the social contract of business
In a recent McKinsey interview, social scientist Daniel Yankelovich discusses business' social contract.
In this article, Yankelovich discusses how there has been a recent seismic shift from Milton Friedman's argument against a corporation’s broader engagement with society, and towards a more pragmatic approach, incorporating public good.
Yankelovich seems to support the recent Economist article, in which it argued that every corporate strategy had to pass two tests—does it enhance the company’s long-term profitability, and does it serve the public good? However, this approach creates two divergent goals, and reconciliation of these can be close to impossible.
So putting away that article for a minute, the only disparity between the two goals is the definition of "long term." Financial success is merely society's way of telling an organization, "You create a product or service that serves a need so well, it's worth our money for you to provide it." Organizations focused on quarterly returns can easily miss this correlation, but a true long term focus will incorporate many things: market opportunities, growth and yes, the public good. A company following good governance practices looks not only at the immediate financial return, but also at the risk to the business of not watching the environmental impact or worker welfare.
Organizations have slowly adopted risk management procedures at the project level, such as hedging our bets by betting on two technologies simultaneously. Why not also take such a serious approach to strategic risk? Firms with positive reputations attract better people. Actively managing strategic risk, and the company's reputation, is a critically overlooked element of business.
Taking such a dynamic approach doesn't just mean having a quick and efficient reaction to disasters, whether they are backdating options or an environmental catastrophe, but creating the environment where issues like that are less likely to occur in the first place.
Yes, there are business impacts to creating such a positive, sustainable working environment. It's a lot cheaper to conform to China's norms for pollution and worker safety than it is to treat the country as we would a developed nation -- we're losing our competitive advantage and why we expanded here to begin with! However, what really happens when we play along with the looser norms of less developed nations? When you remove societal rules and expectations, you create an environment where fraud and corruption can thrive, including in ways the corporation could have never expected.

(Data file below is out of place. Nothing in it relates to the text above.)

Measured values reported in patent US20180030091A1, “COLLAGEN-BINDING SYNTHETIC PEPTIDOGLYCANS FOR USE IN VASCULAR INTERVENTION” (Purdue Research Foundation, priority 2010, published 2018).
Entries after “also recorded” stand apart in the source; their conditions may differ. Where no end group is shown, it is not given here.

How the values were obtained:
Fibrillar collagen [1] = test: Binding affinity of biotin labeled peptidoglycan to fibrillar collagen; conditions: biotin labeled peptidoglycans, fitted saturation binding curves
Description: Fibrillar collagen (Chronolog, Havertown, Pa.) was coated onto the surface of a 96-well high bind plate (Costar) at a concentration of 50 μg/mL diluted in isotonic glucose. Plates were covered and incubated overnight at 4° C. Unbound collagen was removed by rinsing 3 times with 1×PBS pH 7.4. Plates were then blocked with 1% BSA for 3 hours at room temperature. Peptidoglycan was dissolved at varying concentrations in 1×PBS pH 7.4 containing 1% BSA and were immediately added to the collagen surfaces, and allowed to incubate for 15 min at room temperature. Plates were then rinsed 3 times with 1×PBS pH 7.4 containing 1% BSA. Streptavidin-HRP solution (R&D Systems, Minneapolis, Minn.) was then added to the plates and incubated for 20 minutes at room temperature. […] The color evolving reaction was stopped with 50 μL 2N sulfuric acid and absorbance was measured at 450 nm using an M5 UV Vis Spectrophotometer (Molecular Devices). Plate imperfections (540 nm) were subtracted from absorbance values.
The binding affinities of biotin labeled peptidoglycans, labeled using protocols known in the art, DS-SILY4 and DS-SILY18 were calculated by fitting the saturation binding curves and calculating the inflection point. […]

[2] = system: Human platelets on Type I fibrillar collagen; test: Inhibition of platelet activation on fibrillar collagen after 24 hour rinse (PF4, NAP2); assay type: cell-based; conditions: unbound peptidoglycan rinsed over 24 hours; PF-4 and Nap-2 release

An interesting example of this is the United Nations. In order to be politically neutral, the UN has been unable to create rules that would not be honored in member countries. For example, if you're an employee of the United Nations in a same-sex relationship, can you marry your partner? The UN rules state that they will honor a same-sex marriage if the countries that both persons are from honor same-sex partnerships. While understandable from an expediency standpoint, it's absurd. So when you have UN employees and contractors working in developing nations, adhering to local laws, standards and norms, you can end up with a shocking level of fraud, sexual offenses and other atrocities. The UN, like corporations and other entities, needs to hold themselves to a higher standard.
It's a lot like governance in general. If I do the minimum I have to do to pass a law, I will go into a tailspin every time there is a new law enacted, or a new interpretation of an existing law. But if I take into account the reasons for the law -- honest and fair business practices, transparency, etc -- I won't have to revise my processes for every new law. This approach ensures that the organization has a strong framework for doing the right thing, and helps simplify decision making. It's also much more cost effective than engaging creative lawyers and PR firms to extricate the firm out of trauma after trauma, and trying creative accounting to get out of the ensuing stock price collapse!